Father Only Gets Two Years In Shaken Baby Case
A Scott County child will not be allowed to see his parents again following a court order made Tuesday in Circuit Court.
A judge sentenced Luke Stallard to serve two years in prison and cease all contact with his son who was severely abused in 2016, according to information from the Scott County Commonwealth Attorney’s office.
Stallard’s wife Summer was given a four-year sentence last month after the state presented evidence of the child’s horrific injuries likely caused by shaken baby syndrome. The infant suffered a skull fracture, 23 broken ribs, subdural hematoma and lumbar injuries.
Commonwealth’s Attorney Marcus McClung had recommended a 20-year sentence for Summer Stallard and said last month he was “heartbroken” by Judge Jeffery Hamilton’s decision.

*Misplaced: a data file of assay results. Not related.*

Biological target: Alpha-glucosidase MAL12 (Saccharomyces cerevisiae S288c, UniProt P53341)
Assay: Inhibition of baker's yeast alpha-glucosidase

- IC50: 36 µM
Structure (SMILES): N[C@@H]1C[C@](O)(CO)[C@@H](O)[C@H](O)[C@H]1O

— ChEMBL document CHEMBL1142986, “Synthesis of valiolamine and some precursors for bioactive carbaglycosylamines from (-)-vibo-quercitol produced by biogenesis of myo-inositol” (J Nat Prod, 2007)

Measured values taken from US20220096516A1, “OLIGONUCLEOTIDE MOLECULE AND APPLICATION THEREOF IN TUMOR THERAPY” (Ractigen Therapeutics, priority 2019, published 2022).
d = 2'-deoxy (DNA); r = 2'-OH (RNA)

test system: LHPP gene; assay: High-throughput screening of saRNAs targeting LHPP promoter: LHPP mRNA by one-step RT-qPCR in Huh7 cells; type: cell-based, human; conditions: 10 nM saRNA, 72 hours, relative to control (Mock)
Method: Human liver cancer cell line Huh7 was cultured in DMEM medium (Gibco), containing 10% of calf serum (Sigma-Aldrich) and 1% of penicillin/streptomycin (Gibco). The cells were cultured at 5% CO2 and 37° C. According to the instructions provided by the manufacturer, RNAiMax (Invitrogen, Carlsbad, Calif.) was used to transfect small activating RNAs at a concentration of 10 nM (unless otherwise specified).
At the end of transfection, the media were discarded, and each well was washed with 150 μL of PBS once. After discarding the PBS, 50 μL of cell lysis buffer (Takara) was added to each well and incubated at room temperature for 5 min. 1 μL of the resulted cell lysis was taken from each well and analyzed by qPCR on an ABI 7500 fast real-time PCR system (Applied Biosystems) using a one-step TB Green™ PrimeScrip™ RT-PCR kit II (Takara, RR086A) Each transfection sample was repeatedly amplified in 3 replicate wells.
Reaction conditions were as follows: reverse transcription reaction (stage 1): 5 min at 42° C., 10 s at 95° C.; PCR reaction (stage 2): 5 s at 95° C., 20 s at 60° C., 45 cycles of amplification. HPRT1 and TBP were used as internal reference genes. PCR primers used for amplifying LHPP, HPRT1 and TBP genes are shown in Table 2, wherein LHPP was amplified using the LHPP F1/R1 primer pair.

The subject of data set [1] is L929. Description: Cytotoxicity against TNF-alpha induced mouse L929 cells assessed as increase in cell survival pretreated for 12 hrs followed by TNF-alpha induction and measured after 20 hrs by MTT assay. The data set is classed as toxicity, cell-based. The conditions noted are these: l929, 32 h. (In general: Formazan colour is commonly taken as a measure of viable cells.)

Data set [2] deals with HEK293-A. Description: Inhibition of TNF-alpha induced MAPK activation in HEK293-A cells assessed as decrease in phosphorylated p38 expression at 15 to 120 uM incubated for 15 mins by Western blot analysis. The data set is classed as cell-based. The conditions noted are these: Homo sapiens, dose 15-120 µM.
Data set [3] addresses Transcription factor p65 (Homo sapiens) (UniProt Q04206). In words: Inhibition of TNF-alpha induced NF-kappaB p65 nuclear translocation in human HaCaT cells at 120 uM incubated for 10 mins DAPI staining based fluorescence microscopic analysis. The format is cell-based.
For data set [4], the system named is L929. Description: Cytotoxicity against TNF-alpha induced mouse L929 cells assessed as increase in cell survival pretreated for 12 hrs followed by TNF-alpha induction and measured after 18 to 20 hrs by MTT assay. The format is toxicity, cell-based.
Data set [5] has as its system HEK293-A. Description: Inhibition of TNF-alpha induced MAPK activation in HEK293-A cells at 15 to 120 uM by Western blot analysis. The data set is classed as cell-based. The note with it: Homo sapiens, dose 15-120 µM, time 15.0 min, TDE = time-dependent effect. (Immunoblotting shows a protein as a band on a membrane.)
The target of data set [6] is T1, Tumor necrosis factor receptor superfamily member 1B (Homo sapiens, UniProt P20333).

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Babies bring a lot of joy, but there can also be moments of frustration if you feel like you can’t console their crying. Most caregivers handle those times just fine. But if those feelings boil over, it can cross a line.
Shaken baby syndrome is a form of child abuse. When a baby is shaken hard by the shoulders, arms, or legs, it can cause learning disabilities, behavior disorders, vision problems or blindness, hearing and speech issues, seizures, cerebral palsy, serious brain injury, and permanent disability. In some cases, it can even be fatal.
Ever notice how long it takes babies to hold their heads up? Their neck muscles start out weak and get stronger as they grow. The same goes for their brains, which still need time to develop.
Scott Juceam is one of the leading advocates against Shaken Baby Syndrome. Scott’s life changed when his daughter Hannah was shaken to death by her nanny in 2006. Since then, Scott has dedicated his life to preventing Shaken Baby Syndrome and child abuse.